Our building blocks are made up of 5 money and 5 mindset areas. To achieve a balanced, all-rounder position, your employees need to be confident on both sides of the scale. 

The building blocks to financial wellbeing

Money building blocks

● Income: the ability to cover current costs of living and the things that make us happy here and now.

● Long-term savings: the ability to cover future costs of living and the things that’ll make us happy in times to come.

● A strong safety net: having ideally a minimum of three months of income in an easy-access savings account.

● Debt: keeping debts at a level our income can comfortably pay for while leaving enough to live.

● Assets: owning property and other fixed assets that can build financial security.

Mindset building blocks

● Happiness: experiencing equal amounts of joy and purpose every day.

● Future self: having a firm picture of where we want to be in the future can help us get there.

● Written plans: following a financial plan that can help us save more regularly.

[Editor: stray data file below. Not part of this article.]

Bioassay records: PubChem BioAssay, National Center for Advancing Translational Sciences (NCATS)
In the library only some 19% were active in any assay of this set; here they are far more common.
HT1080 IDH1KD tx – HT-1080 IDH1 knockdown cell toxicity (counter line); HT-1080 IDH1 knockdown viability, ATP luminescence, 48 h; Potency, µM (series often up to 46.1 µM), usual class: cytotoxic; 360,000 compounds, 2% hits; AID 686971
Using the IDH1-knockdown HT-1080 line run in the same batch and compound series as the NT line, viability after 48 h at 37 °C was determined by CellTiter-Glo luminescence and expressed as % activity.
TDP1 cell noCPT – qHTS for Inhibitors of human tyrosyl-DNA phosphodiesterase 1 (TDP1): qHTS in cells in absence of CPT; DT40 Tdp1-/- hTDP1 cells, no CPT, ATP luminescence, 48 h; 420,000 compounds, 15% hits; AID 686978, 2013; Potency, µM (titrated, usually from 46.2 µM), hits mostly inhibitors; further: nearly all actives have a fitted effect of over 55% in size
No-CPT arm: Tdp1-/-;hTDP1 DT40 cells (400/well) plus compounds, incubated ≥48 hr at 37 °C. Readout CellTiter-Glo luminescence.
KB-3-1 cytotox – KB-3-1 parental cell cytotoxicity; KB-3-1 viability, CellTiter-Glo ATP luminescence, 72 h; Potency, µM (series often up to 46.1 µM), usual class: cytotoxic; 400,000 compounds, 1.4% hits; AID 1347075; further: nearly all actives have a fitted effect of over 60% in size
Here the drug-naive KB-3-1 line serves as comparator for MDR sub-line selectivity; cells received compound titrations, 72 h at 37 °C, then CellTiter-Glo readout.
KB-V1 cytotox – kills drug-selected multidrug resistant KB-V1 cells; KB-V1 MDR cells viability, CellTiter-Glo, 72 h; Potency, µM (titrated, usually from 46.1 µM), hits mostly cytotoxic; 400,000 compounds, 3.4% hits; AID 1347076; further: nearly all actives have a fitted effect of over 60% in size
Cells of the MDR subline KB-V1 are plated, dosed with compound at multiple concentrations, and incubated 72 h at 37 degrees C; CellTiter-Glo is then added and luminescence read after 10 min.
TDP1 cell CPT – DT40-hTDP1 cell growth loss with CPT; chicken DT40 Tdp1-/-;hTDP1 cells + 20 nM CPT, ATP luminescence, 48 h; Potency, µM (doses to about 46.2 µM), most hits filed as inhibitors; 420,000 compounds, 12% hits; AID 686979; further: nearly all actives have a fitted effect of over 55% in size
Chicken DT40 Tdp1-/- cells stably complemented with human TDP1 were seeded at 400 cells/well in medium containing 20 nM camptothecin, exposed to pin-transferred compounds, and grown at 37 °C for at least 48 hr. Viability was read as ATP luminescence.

● Social comparison: improving our financial wellbeing by changing how we compare ourselves to others.

● Long-term perspective: the ability to reframe bad news, which can often make us panic and make poor investment decisions.

From these building blocks, your employees can identify what areas they may already be strong in, and what they might need to focus on. We discuss these in more detail in our Financial wellbeing index. There, they can read detailed insights on how to improve in each area, so they can flourish both now and in the future. We’d encourage you to share the index as a starting point for those on their financial wellbeing journey.

3 ways you can support employees in becoming financial wellbeing ‘all-rounders’